The little evidence that exists shows that at least some of the males who identify as women are very dangerous indeed. Of the 125 transgender prisoners known to be in English prisons in late 2017, sixty were transwomen who had committed sexual offences, a share far higher than in the general male prison population, let alone in the female one.

      So either transwomen are more likely than other males to be sexual predators, or – more probable in my view – gender self-identification provides sexual predators with a marvellous loophole. Whichever is true, allowing males to self-identify into women’s spaces makes women less safe. As for the danger to transwomen from using male spaces, raising this is a backhanded acknowledgement of the purpose of female spaces. Arguing that vulnerable males must be allowed to identify out of male spaces because males are so dangerous undermines any argument that males should be admitted to female spaces on demand.

    2. I would definitely opt for the women’s prison. I’d feel bad about lying, but my fear of being prison raped (by men, anyway) would surely outweigh that.

  2. I’ve just finished reading Helen Joyce’s excellent new book Trans: When Ideology Meets Reality which a WEIT reader drew my attention to in a below-the-line comment in the past week. In it, Joyce writes (pg 258):

    Ireland is a small country with relatively little crime. Around a thousand women receive prison sentences each year, almost all short ones for petty offences. At any moment, around 170 are behind bars, of whom between zero and three have committed sex crimes. Until 2019, not a single woman had ever been imprisoned for a sex crime against an adult. Since then, Irish prisons have experienced a sudden influx of ‘female’ sex offenders – according to official records. As you will have guessed, the perpetrators are in fact male. The first, whose name is not public, was convicted in July 2019 on ten counts of sexual assault, and one of cruelty to a child. This person has changed legal sex but undergone no surgical or hormonal transition – in other words, is a physiologically normal male. The sentence is being served in a women’s prison, where the prisoner is accompanied by two guards whenever in communal areas.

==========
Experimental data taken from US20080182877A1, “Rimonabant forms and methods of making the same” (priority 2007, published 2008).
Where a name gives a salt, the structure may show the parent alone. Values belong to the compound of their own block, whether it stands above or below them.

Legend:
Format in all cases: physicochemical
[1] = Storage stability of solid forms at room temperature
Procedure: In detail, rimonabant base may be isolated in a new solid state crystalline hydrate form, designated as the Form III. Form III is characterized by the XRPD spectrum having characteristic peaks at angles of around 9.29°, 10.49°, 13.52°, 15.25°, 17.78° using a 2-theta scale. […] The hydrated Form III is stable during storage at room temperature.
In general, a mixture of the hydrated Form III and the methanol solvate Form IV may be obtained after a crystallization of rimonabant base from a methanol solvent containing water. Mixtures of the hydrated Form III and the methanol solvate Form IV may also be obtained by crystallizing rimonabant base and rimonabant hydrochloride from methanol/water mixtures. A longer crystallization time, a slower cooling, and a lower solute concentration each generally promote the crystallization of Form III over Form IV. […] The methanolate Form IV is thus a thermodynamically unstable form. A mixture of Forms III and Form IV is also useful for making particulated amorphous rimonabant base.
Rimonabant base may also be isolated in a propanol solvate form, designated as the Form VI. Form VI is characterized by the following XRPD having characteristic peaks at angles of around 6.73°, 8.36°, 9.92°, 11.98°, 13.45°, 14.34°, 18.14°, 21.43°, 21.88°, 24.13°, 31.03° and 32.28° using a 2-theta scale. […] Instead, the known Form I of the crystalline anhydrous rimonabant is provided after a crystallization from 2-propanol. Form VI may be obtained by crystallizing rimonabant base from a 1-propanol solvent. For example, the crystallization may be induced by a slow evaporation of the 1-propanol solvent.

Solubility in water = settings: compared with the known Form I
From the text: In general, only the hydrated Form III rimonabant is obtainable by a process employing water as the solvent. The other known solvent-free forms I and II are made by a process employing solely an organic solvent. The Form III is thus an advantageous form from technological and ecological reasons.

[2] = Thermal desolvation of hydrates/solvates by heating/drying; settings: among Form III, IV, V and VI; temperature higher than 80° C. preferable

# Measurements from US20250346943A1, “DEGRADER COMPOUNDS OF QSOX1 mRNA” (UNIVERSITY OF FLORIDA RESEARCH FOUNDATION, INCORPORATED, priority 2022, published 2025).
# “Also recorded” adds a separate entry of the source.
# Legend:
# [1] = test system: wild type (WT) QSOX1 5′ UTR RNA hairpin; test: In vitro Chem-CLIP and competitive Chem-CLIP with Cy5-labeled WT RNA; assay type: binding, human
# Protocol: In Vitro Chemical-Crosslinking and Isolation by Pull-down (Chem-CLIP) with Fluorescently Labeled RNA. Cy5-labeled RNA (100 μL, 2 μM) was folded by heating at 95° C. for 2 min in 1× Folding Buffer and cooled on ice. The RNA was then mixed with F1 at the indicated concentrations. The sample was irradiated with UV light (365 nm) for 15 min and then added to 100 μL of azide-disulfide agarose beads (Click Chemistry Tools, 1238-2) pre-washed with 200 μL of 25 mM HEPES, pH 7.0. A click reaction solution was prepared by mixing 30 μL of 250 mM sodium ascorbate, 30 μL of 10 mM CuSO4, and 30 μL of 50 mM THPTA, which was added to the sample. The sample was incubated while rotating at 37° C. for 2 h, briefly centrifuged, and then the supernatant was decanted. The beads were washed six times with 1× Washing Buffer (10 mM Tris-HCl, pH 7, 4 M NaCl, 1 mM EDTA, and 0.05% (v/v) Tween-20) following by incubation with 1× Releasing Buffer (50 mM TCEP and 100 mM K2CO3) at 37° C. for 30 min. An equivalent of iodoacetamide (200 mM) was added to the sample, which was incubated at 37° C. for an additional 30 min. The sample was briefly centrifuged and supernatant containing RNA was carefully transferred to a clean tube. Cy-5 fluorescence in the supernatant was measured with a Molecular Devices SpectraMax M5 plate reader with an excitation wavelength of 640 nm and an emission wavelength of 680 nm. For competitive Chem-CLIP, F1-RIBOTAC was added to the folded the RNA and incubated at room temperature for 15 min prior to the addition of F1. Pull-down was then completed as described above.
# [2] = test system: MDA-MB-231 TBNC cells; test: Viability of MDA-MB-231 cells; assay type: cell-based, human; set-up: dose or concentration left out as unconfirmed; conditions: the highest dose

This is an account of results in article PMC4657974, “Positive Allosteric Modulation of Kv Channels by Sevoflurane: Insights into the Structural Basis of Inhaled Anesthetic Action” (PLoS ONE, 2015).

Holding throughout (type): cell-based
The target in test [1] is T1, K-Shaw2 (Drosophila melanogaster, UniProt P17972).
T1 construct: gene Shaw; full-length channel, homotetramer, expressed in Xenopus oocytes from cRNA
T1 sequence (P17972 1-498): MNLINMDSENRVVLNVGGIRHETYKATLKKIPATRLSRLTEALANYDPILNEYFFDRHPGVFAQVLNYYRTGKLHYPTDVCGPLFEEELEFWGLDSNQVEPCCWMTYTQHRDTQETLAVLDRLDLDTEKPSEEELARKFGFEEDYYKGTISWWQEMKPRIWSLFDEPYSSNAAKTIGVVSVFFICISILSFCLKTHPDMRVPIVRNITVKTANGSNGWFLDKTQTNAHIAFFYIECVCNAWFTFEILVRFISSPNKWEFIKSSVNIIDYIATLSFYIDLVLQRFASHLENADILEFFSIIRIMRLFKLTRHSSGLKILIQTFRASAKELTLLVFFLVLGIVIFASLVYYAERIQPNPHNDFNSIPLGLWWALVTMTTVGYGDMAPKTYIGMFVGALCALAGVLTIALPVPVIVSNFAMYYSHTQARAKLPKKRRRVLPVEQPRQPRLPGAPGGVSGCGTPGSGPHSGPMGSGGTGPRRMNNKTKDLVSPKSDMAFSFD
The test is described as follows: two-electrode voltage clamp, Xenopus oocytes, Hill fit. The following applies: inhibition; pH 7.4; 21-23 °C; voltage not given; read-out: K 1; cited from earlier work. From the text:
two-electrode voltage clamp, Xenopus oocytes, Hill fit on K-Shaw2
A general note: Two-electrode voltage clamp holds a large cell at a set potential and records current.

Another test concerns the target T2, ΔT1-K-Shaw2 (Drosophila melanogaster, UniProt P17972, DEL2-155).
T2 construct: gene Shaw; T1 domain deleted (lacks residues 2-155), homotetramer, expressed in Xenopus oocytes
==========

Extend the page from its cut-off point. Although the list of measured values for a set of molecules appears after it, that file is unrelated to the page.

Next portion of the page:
She also quotes (pp 262-3) a woman who was “sacked from her job with a reproductive-rights campaign group for writing about her opposition to legalised prostitution and gender self-ID. None of the allies from her long history of feminist and environmental activism supported her […] Then, as one left-wing group after another adopted the self-ID cause, she watched those former allies campaign for male rapists and murderers to be allowed to transfer to women’s prisons on demand.”: